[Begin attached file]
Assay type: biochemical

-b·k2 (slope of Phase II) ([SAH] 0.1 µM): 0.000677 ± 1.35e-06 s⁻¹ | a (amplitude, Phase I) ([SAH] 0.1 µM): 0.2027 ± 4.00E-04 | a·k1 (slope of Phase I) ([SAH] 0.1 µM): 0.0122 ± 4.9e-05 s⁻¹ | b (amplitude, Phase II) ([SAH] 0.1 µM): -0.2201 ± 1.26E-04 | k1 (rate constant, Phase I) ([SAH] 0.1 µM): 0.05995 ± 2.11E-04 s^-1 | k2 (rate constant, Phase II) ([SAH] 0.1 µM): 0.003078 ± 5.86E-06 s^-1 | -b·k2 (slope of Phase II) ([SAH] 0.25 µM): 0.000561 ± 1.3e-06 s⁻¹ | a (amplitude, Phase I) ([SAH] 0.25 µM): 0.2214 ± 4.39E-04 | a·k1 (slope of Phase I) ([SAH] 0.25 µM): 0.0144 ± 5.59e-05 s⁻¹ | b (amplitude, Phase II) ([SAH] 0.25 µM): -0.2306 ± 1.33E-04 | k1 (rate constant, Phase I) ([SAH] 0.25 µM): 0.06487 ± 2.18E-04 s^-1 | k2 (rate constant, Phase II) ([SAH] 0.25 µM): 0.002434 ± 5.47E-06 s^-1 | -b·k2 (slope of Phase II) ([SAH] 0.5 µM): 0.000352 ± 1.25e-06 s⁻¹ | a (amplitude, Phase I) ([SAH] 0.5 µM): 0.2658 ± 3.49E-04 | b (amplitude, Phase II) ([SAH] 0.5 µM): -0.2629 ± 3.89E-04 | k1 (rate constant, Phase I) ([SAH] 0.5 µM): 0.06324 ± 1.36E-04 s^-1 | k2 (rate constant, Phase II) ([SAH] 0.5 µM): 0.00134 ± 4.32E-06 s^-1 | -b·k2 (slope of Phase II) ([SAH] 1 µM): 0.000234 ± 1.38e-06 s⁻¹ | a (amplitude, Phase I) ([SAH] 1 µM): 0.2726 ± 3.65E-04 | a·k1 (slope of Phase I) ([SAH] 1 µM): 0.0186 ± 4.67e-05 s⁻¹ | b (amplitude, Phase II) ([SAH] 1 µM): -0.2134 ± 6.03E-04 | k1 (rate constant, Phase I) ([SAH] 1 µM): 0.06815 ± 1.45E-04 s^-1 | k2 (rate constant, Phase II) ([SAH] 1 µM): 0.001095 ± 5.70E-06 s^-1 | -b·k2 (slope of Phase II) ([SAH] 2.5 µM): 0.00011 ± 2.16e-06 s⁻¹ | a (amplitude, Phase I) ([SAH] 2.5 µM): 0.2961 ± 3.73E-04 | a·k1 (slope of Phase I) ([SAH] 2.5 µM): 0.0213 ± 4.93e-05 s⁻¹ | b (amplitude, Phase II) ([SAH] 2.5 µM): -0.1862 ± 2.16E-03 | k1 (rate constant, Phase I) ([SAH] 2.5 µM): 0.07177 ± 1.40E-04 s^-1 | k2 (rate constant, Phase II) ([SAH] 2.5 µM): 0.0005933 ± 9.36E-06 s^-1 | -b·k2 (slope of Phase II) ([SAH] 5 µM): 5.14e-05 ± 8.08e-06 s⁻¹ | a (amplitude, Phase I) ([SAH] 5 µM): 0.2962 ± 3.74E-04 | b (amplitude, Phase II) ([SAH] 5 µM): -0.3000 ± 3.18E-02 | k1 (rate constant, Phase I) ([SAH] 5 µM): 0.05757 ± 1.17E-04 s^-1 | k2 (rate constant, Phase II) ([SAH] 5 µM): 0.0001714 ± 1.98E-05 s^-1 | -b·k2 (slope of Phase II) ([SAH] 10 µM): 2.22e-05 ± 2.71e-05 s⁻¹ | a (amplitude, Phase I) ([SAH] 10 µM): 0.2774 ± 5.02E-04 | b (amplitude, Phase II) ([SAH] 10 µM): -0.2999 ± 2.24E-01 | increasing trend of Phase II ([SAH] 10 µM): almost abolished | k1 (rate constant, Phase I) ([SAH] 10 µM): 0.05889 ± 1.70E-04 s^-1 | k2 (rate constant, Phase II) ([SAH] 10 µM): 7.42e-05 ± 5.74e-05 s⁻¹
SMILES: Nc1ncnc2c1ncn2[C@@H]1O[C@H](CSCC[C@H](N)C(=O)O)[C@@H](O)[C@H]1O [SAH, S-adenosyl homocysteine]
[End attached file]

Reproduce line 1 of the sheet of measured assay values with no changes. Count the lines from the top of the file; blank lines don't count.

Assay type: biochemical